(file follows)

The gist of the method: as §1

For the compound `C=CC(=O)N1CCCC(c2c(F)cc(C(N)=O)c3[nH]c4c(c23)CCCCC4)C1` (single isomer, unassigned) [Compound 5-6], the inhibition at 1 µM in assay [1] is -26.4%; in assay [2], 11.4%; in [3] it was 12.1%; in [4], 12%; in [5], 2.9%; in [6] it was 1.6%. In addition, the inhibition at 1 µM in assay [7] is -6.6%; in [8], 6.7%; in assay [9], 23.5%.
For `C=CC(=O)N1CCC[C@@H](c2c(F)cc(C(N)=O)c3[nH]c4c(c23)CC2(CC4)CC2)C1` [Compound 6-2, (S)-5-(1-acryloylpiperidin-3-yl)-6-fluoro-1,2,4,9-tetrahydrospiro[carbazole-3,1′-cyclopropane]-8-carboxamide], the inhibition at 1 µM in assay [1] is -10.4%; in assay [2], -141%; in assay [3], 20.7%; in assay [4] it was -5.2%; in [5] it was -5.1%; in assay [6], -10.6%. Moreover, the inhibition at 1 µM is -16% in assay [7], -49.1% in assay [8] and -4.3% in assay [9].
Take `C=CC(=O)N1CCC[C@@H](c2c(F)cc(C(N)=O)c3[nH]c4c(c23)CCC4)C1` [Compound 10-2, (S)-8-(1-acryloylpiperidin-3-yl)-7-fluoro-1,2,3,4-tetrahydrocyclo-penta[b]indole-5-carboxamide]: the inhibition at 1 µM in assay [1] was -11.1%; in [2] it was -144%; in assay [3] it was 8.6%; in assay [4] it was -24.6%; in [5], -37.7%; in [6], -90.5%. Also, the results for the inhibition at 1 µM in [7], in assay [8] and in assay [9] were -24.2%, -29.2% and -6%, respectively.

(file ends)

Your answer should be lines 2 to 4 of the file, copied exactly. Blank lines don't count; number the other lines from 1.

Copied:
For the compound `C=CC(=O)N1CCCC(c2c(F)cc(C(N)=O)c3[nH]c4c(c23)CCCCC4)C1` (single isomer, unassigned) [Compound 5-6], the inhibition at 1 µM in assay [1] is -26.4%; in assay [2], 11.4%; in [3] it was 12.1%; in [4], 12%; in [5], 2.9%; in [6] it was 1.6%. In addition, the inhibition at 1 µM in assay [7] is -6.6%; in [8], 6.7%; in assay [9], 23.5%.
For `C=CC(=O)N1CCC[C@@H](c2c(F)cc(C(N)=O)c3[nH]c4c(c23)CC2(CC4)CC2)C1` [Compound 6-2, (S)-5-(1-acryloylpiperidin-3-yl)-6-fluoro-1,2,4,9-tetrahydrospiro[carbazole-3,1′-cyclopropane]-8-carboxamide], the inhibition at 1 µM in assay [1] is -10.4%; in assay [2], -141%; in assay [3], 20.7%; in assay [4] it was -5.2%; in [5] it was -5.1%; in assay [6], -10.6%. Moreover, the inhibition at 1 µM is -16% in assay [7], -49.1% in assay [8] and -4.3% in assay [9].
Take `C=CC(=O)N1CCC[C@@H](c2c(F)cc(C(N)=O)c3[nH]c4c(c23)CCC4)C1` [Compound 10-2, (S)-8-(1-acryloylpiperidin-3-yl)-7-fluoro-1,2,3,4-tetrahydrocyclo-penta[b]indole-5-carboxamide]: the inhibition at 1 µM in assay [1] was -11.1%; in [2] it was -144%; in assay [3] it was 8.6%; in assay [4] it was -24.6%; in [5], -37.7%; in [6], -90.5%. Also, the results for the inhibition at 1 µM in [7], in assay [8] and in assay [9] were -24.2%, -29.2% and -6%, respectively.